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Posted by jonathanfryer on Sunday, 8th November, 2015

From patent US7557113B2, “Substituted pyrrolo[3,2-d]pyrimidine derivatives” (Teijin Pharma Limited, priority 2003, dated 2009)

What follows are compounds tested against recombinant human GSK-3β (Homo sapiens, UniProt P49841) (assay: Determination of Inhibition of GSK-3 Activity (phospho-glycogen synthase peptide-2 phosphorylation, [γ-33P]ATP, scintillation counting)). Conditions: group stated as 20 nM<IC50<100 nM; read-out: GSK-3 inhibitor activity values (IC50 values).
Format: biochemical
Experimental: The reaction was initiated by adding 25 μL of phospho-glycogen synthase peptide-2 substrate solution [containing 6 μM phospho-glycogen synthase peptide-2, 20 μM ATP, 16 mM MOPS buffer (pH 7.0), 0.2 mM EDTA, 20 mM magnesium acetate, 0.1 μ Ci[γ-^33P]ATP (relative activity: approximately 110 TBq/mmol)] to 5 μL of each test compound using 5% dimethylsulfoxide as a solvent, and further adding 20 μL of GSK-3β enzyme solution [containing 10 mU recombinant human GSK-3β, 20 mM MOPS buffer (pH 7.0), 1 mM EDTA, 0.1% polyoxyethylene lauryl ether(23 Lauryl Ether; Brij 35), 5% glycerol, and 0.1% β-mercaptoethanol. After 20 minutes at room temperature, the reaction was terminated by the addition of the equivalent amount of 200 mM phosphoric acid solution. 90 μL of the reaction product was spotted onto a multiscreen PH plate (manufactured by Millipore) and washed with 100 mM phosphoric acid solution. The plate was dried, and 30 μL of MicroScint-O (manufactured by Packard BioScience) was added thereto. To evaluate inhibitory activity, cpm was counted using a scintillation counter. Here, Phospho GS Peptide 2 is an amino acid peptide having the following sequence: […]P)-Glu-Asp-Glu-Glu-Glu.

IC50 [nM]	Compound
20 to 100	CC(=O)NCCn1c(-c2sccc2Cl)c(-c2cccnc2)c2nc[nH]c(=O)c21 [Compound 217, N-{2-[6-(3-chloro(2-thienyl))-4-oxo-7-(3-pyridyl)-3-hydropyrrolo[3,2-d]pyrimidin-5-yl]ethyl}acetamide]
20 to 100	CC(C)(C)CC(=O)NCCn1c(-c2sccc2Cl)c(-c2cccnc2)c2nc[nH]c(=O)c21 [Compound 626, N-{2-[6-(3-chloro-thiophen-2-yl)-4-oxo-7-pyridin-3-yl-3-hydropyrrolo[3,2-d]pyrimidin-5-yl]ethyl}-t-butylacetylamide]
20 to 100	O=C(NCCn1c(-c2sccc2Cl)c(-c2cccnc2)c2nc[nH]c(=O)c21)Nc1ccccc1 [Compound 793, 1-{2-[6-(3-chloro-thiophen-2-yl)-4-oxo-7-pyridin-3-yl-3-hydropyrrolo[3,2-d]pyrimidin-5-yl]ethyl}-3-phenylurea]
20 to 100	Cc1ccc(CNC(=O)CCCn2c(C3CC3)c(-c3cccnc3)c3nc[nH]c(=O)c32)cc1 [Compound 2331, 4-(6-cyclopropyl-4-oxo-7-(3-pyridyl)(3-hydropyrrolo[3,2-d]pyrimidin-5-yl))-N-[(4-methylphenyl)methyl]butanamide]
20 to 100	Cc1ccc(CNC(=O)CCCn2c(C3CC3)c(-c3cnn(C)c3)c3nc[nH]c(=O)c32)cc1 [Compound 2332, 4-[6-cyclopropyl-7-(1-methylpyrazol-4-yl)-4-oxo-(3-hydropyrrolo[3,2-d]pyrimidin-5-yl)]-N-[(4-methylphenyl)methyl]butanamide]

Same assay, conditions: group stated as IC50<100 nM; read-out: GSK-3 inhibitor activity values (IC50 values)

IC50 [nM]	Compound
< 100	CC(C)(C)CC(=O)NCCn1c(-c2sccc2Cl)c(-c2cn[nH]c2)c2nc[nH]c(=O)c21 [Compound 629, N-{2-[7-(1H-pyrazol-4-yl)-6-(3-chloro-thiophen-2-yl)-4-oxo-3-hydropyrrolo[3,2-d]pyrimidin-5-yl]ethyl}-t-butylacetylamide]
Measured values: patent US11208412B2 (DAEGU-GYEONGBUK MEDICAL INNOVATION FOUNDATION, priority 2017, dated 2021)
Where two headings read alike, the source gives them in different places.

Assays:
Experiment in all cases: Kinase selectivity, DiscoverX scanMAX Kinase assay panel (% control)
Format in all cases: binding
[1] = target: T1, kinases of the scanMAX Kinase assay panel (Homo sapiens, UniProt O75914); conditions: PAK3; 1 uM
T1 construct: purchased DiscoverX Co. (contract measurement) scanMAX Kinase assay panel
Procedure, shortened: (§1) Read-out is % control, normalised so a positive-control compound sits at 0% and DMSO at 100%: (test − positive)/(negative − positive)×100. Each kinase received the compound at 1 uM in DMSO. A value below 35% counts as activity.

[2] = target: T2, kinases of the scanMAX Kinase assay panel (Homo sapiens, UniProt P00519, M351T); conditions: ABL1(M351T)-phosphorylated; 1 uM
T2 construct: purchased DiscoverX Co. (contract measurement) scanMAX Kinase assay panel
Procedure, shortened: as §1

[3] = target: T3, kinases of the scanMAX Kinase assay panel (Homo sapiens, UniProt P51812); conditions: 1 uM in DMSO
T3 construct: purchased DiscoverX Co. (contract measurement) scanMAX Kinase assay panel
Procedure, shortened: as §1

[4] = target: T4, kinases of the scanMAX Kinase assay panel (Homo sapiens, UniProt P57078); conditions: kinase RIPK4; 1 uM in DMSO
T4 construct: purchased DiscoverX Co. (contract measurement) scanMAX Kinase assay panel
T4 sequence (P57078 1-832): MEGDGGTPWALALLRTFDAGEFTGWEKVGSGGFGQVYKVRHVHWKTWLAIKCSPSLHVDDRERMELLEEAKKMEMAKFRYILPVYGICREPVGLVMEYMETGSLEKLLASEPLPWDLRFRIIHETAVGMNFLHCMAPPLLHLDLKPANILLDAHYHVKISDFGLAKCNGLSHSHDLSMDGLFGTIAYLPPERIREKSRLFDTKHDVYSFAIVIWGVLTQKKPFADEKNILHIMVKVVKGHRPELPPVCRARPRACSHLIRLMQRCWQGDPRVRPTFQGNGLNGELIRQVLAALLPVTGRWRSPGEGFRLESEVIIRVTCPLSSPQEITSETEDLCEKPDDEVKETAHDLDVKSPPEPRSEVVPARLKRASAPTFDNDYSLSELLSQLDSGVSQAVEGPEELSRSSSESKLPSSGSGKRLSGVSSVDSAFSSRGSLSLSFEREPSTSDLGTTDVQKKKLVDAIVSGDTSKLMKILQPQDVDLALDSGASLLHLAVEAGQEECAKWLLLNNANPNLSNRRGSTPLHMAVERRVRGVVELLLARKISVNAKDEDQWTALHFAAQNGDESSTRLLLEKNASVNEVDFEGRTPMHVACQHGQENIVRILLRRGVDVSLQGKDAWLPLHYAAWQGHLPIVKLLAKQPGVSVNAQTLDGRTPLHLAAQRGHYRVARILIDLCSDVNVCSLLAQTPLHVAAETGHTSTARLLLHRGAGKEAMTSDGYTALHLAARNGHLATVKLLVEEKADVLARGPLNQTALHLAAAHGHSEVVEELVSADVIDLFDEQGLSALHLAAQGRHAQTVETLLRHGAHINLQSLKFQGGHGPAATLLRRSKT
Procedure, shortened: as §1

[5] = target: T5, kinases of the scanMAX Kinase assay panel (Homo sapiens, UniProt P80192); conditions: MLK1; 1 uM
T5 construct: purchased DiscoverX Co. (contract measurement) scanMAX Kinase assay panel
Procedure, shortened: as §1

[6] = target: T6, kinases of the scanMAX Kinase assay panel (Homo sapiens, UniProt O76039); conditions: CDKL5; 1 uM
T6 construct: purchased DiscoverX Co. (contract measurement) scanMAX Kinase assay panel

Templo de Santo DomingoFor many Roman Catholics as well as journalists like myself who covered the tumultuous political and religious conflicts in Latin America in the 1980s, the name Puebla has great resonance. The Catholic Bishops’ Conference in Puebla in 1979 raised many issues linked to what was known as Liberation Theology, espoused by several leading clerics in Brazil and Central America. All too often, the Catholic Church had been on the side of the right-wing dictators and the moneyed élites who ruled most of Latin America in those days and not enough on the side of the poor. Of course, a lot of water has gone under the bridge since then and most of the right-wing dictatorships are but a fading memory. Paradoxically, the most oppressive regimes these days tend to be on the left, including Venezuela, Nicaragua and that old chestnut Cuba. Anyway, Puebla has meanwhile grown into a city of five million souls, but I was delighted to see on a day trip there today that the centre has preserved most of its colonial architecture, complete with remarkable exterior tile work, and the city has a delightfully provincial atmosphere compared with that of Mexico City. There are, of course, churches galore, of which the most sumptuous is the Templo de Santo Domingo, whose golden chapel under a giant cupola is breath/taking, if distinctly disconcerting for someone of my Quaker tastes.